One new principle – perhaps the most controversial – was the right of all peoples to self-determination. This concept was the logical conclusion that since Britain and the United States did not have territorial ambitions and would not support nations using armed conflict to expand their borders, something must happen to nations overrun by the Axis blitz. The clear implication, probably unintended, was that after the war, people within a defined boundary could choose their government, effectively ending colonialism and establishing new countries based on the consent of the governed.
The basic tenants of the Atlantic Charter were presented to other Allied nations and generally adopted in principle. The contents were printed on leaflets and dropped over Germany to repudiate the propaganda of any punitive post-war settlement.
In Japan, the Charter bolstered anti-American sentiment and was used to show a conspiracy against the insecure nation. Natives under the thumb of colonial powers believed the Charter promoted their rights to independence thus emboldening a commitment to the Allied cause.
One of the most striking features of the Charter was its impact despite having no authority or force of law from ratification by any government. Rather, the Charter was an agreement between two leaders of substantial stature in the world. Its binding impact was a reflection of personal leadership and integrity indicating that if these two giants made a statement about their goals for a future world order, their credibility gave other countries confidence that the Charter would be implemented.
Only great leaders can do things like this. Powerful personalities and bold initiatives characterized both men. In fact, the year before the Atlantic Charter, Roosevelt and Canada’s Prime Minister, Mackenzie King, would complete the Ogdensburg Agreement which established a mutual defense agreement between the neighboring countries. Like the Atlantic Charter, this agreement was never ratified by any political body but expressed a mutual agreement between strong leaders protecting their countries. To this day, the Ogdensburg Agreement serves as an expression of the mutual defense of Canada and the United States.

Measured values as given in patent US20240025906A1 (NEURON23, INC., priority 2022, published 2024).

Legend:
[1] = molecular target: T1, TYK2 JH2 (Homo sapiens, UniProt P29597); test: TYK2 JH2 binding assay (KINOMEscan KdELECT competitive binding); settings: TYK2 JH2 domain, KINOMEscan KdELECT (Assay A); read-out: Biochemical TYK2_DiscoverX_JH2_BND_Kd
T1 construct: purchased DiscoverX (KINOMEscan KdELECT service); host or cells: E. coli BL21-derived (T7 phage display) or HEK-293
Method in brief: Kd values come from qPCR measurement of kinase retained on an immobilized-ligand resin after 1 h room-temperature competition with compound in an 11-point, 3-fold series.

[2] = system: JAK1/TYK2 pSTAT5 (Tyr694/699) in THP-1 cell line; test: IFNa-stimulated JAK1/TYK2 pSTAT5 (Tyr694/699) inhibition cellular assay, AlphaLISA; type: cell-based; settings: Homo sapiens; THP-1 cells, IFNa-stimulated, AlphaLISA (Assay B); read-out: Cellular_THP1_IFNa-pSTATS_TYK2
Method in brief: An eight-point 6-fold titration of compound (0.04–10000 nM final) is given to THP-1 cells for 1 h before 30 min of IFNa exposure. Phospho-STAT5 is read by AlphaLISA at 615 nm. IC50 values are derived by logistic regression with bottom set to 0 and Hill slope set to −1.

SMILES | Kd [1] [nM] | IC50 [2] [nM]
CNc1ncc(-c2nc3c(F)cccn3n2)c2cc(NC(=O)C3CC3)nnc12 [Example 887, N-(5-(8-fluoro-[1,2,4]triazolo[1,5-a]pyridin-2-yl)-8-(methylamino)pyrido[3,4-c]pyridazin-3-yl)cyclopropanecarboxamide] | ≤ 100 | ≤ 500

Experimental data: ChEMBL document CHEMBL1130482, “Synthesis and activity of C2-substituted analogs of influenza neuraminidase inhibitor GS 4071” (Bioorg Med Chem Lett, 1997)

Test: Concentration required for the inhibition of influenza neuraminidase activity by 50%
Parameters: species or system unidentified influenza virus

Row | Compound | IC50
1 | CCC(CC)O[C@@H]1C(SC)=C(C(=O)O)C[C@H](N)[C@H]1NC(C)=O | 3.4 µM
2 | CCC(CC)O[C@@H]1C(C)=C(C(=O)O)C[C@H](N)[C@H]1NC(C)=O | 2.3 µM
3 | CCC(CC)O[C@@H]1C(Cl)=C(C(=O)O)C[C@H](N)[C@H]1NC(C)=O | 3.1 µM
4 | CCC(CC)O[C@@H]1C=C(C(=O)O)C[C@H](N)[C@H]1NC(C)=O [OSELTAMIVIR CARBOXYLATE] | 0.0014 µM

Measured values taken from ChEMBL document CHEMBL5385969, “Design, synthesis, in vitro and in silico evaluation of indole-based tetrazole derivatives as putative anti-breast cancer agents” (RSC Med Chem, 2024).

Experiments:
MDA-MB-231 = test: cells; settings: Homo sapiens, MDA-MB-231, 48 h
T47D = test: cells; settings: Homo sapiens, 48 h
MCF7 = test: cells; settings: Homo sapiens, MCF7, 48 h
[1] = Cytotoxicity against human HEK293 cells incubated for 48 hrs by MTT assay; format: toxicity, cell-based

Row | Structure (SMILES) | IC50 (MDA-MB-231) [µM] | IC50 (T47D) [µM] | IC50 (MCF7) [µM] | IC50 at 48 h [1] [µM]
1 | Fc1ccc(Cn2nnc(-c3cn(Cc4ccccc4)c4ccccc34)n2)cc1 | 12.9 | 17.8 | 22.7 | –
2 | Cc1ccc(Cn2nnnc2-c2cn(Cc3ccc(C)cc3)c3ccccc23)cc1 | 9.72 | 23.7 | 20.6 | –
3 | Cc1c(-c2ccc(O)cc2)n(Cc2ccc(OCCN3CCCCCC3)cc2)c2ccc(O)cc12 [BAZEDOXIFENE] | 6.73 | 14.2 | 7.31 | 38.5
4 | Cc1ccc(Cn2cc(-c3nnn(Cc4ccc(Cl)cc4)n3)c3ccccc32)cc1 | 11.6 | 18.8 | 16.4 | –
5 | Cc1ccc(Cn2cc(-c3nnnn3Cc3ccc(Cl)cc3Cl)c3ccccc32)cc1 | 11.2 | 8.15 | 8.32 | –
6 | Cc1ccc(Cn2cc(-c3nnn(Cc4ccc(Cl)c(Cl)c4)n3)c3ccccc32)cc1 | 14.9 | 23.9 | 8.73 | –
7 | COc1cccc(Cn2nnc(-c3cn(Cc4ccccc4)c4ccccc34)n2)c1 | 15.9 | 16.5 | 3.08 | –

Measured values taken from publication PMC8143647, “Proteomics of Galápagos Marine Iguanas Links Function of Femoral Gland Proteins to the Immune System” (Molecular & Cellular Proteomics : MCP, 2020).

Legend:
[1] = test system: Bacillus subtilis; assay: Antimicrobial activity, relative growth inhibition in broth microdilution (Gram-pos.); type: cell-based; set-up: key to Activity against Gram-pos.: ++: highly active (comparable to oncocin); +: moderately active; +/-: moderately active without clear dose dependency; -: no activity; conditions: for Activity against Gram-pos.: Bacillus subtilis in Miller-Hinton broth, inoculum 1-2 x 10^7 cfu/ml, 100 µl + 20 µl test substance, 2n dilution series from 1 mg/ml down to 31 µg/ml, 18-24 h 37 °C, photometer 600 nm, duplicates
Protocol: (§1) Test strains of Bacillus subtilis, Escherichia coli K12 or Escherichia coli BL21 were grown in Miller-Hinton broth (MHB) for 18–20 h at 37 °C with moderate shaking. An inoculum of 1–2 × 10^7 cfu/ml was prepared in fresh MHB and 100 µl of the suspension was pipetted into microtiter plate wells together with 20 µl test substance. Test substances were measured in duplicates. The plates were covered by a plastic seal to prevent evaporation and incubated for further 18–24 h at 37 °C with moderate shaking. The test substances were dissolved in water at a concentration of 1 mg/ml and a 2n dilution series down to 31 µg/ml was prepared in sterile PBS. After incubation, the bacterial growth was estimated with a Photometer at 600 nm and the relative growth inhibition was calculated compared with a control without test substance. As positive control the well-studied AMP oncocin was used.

The Atlantic Charter galvanized the Allies by outlining post war aims. Its expressed objectives for creating a stable world order were reflected in the creation of the United Nations, but the collective security of that body was thwarted by Soviet ideology which eschewed any sense of international cooperation and fairness.
The Atlantic Charter achieved its near-term objectives by precisely outlining why the allies were committed to the fight. In the long term, it failed to create a structure for nation states to live in harmony without the threat of territorial ambitions of a neighbor.
International organizations work best by providing a loose framework that exalts private property rights and promotes the rule of law. The Atlantic Charter assumed this, but the United Nations became a pawn for the Russians who used principles like self-determination to obtain control over misguided revolutionaries by convincing them communism and not democracy was a counterweight to colonialism.
Will Sellers is a 1985 graduate of Hillsdale College and an Associate Justice on the Supreme Court of Alabama. He is best reached at firstname.lastname@example.org